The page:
In the Spotlight
The district has already taken action to remove several books with LGBTQ themes and characters, but Karen Lowery took it upon herself to review more titles.
Author: William Joy (WFAA)
Published: 7:13 PM CDT August 22, 2023
Updated: 7:13 PM CDT August 22, 2023
GRANBURY, Texas — Granbury ISD’s school board will vote Wednesday on whether to discipline one of its members.
Karen Lowery is accused of violating district policy by going to Granbury High School’s library without permission and personally looking through books to see if they should be removed.
Granbury ISD got attention for removing books last spring after ProPublica shared a secret recording of Superintendent Dr. Jeremey Glenn talking about the district being conservative.
“If it’s not what you believe, you better hide it because it ain’t changing,” Glenn is heard saying on that tape, justifying his desire to remove LGBTQ-focused books from the school’s libraries.
“It’s the transgender, LGBTQ and the sex — sexuality — in books,” Glenn said in that recording. “That’s what the governor has said that he will prosecute people for, and that’s what we’re pulling out.”
Lowery campaigned on the same issue Glenn was recorded speaking to — but she didn’t think the district was going far enough, and had expressed concerns about what books remained in libraries.
Video that Granbury ISD released this week through an open records request shows Lowery and another woman, who the district said is not an employee or parent, walking into a dark library around 9 a.m. on August 2 while school was still out of session for summer break.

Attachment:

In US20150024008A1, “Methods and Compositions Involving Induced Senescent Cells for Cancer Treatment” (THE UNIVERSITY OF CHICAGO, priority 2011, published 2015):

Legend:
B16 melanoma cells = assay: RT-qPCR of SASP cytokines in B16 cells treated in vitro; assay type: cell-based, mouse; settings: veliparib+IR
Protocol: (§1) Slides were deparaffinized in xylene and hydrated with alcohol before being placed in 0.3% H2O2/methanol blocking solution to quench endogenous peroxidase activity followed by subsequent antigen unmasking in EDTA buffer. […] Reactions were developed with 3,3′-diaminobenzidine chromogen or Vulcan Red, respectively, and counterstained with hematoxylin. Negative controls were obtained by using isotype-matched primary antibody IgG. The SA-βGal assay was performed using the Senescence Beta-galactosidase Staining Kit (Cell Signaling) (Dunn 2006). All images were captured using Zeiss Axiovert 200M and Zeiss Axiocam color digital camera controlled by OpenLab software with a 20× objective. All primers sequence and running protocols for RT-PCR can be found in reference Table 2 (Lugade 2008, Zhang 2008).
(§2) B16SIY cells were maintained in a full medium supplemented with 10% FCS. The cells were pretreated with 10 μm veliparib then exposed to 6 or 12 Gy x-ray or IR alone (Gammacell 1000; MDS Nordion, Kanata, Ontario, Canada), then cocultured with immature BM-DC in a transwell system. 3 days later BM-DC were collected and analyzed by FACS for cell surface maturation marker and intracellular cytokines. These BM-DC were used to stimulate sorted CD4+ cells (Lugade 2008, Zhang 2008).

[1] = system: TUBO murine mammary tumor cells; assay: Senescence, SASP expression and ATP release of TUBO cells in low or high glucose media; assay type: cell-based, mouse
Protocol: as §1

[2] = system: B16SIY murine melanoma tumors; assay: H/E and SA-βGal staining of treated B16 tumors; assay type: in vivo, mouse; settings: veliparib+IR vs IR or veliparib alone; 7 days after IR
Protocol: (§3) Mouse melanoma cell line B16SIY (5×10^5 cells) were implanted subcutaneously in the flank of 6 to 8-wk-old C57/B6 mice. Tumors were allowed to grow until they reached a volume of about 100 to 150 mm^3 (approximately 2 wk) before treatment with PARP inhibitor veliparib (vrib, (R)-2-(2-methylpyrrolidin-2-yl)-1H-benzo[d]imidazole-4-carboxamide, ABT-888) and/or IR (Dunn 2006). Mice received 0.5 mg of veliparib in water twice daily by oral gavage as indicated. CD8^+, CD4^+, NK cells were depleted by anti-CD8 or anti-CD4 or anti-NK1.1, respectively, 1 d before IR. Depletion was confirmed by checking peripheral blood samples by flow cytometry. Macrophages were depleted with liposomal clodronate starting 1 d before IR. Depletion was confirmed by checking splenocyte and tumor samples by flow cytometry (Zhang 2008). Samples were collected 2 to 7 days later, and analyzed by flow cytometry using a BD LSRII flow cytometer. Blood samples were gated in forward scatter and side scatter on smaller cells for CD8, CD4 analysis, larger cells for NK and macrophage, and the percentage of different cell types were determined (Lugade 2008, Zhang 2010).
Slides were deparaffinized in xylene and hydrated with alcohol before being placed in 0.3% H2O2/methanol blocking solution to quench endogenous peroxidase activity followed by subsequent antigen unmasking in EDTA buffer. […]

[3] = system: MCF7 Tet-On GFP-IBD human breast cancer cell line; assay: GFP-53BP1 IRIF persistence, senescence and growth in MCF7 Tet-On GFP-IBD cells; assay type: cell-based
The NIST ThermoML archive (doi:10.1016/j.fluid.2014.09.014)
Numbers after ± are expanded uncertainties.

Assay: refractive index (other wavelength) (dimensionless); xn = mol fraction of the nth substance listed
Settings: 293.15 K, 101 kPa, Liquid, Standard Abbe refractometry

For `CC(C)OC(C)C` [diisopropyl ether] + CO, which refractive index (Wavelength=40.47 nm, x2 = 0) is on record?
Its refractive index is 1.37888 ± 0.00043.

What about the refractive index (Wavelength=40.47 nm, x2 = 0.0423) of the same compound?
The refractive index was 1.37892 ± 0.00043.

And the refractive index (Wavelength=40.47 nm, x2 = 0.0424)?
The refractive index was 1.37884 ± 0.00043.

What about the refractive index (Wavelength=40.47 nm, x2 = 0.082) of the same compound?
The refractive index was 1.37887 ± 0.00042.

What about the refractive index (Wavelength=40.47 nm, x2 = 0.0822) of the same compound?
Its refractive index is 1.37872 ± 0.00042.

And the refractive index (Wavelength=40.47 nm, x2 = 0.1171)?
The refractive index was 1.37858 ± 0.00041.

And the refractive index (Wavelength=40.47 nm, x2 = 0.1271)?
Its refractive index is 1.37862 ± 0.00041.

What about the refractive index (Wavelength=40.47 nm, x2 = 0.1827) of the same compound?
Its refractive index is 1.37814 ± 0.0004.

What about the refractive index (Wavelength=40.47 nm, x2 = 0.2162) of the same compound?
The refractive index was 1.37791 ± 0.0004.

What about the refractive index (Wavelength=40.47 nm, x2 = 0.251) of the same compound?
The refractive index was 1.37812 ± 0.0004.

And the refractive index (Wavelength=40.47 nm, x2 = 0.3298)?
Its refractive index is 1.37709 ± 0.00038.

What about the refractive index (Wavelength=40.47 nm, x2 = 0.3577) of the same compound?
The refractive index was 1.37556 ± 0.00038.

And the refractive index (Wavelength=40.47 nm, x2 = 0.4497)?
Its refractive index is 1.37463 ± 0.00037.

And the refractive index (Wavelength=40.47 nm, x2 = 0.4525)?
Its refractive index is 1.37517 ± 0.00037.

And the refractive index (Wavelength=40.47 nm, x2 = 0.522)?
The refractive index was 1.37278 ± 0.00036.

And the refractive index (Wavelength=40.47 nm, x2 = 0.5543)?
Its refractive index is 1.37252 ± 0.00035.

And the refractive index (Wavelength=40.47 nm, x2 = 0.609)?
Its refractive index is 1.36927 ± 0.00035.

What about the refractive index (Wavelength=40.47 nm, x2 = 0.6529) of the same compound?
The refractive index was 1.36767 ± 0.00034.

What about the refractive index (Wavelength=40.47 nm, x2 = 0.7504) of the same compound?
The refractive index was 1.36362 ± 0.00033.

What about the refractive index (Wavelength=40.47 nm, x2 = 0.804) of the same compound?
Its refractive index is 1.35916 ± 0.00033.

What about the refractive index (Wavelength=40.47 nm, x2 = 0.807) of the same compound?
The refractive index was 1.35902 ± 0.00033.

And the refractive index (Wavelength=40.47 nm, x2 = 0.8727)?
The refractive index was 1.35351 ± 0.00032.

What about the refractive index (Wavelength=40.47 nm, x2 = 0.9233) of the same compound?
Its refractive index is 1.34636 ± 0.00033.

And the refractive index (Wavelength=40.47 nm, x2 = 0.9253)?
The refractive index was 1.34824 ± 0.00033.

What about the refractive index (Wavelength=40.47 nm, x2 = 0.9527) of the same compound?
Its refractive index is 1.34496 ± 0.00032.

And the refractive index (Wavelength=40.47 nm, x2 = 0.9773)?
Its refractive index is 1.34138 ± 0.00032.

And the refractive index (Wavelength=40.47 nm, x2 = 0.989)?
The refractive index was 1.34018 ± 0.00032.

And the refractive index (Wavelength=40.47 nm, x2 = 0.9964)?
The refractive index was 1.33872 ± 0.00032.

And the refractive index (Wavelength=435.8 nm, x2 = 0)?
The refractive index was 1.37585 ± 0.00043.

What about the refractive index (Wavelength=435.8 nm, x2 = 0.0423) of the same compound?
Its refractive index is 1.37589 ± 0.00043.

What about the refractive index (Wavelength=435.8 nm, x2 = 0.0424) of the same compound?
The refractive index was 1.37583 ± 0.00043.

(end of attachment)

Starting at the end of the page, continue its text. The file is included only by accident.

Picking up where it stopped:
Their planning for the visit began weeks earlier.
WFAA obtained a recording of a July meeting between Lowery, school board member Melanie Graft and their attorney, along with Glenn and school board president Barbara Herrington. The meeting was to discuss training that Graft and Lowery said wasn’t properly documented, as well as library books and curriculums.
Early in the meeting, Glenn can be heard becoming frustrated with the attorney.
“First of all, this isn’t your meeting,” Glenn says. “I didn’t know you were coming, and I’m not going to have an attorney backtalk me — so, you can leave.”
Lowery later talks about concerns of pornography in libraries and in links on the district website.
“We have opened the door for the evil to come through,” she said.
Then she asks about wanting to inspect what’s in district libraries.
“As a trustee, I can go into any library in any school at any time — is that correct?”, Lowery asks.
“Yes,” Glenn says in response. “Yes.”
“I will go sit down and write you down all the titles that I find in there, because Leah will not give us the titles,” Lowery says.
“You can’t go into a school at any time, but clear it with the principal,” school board president Barbara Herrington then clarifies.
“Call and make an appointment,” Glenn adds.
Now, Lowery is accused of never making any such appointment.
Both Lowery and the district declined interviews Tuesday, but in a text Lowery said that her “long-term goal remains the same, to protect the hearts and minds of children in GISD.”
Wednesday’s meeting, where her peers will vote on whether to discipline her, will also be the first time Lowery will speak publicly about what happened and share her version of events from August 2.